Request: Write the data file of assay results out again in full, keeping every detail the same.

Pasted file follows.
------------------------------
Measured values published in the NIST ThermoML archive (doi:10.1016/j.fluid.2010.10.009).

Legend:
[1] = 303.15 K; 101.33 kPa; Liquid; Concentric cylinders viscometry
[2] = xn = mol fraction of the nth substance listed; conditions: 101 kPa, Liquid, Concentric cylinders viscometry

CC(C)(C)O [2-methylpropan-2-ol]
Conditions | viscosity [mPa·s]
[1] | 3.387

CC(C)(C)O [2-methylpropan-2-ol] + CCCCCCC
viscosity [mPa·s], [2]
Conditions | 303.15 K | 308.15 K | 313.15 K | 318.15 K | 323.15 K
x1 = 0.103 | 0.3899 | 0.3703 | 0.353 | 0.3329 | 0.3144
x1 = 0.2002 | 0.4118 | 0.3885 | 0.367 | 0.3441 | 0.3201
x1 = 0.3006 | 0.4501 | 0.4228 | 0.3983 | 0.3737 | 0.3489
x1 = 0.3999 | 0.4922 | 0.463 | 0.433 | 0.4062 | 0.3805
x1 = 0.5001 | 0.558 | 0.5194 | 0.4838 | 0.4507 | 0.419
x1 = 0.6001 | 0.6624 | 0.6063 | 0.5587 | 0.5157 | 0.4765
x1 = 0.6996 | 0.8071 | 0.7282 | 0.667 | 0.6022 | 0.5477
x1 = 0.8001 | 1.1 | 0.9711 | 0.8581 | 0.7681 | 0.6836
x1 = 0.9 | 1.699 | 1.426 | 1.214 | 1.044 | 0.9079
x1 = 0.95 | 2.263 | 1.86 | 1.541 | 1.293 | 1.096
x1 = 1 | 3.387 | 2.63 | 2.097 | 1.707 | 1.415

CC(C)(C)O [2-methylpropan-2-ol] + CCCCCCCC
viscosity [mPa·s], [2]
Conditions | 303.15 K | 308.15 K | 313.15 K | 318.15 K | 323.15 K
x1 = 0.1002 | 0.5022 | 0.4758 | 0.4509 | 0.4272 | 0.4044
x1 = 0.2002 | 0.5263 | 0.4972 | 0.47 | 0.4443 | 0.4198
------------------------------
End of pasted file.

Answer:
Measured values published in the NIST ThermoML archive (doi:10.1016/j.fluid.2010.10.009).

Legend:
[1] = 303.15 K; 101.33 kPa; Liquid; Concentric cylinders viscometry
[2] = xn = mol fraction of the nth substance listed; conditions: 101 kPa, Liquid, Concentric cylinders viscometry

CC(C)(C)O [2-methylpropan-2-ol]
Conditions | viscosity [mPa·s]
[1] | 3.387

CC(C)(C)O [2-methylpropan-2-ol] + CCCCCCC
viscosity [mPa·s], [2]
Conditions | 303.15 K | 308.15 K | 313.15 K | 318.15 K | 323.15 K
x1 = 0.103 | 0.3899 | 0.3703 | 0.353 | 0.3329 | 0.3144
x1 = 0.2002 | 0.4118 | 0.3885 | 0.367 | 0.3441 | 0.3201
x1 = 0.3006 | 0.4501 | 0.4228 | 0.3983 | 0.3737 | 0.3489
x1 = 0.3999 | 0.4922 | 0.463 | 0.433 | 0.4062 | 0.3805
x1 = 0.5001 | 0.558 | 0.5194 | 0.4838 | 0.4507 | 0.419
x1 = 0.6001 | 0.6624 | 0.6063 | 0.5587 | 0.5157 | 0.4765
x1 = 0.6996 | 0.8071 | 0.7282 | 0.667 | 0.6022 | 0.5477
x1 = 0.8001 | 1.1 | 0.9711 | 0.8581 | 0.7681 | 0.6836
x1 = 0.9 | 1.699 | 1.426 | 1.214 | 1.044 | 0.9079
x1 = 0.95 | 2.263 | 1.86 | 1.541 | 1.293 | 1.096
x1 = 1 | 3.387 | 2.63 | 2.097 | 1.707 | 1.415

CC(C)(C)O [2-methylpropan-2-ol] + CCCCCCCC
viscosity [mPa·s], [2]
Conditions | 303.15 K | 308.15 K | 313.15 K | 318.15 K | 323.15 K
x1 = 0.1002 | 0.5022 | 0.4758 | 0.4509 | 0.4272 | 0.4044
x1 = 0.2002 | 0.5263 | 0.4972 | 0.47 | 0.4443 | 0.4198